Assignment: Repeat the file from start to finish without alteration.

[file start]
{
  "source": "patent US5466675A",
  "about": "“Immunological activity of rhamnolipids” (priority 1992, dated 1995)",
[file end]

{
  "source": "patent US5466675A",
  "about": "“Immunological activity of rhamnolipids” (priority 1992, dated 1995)",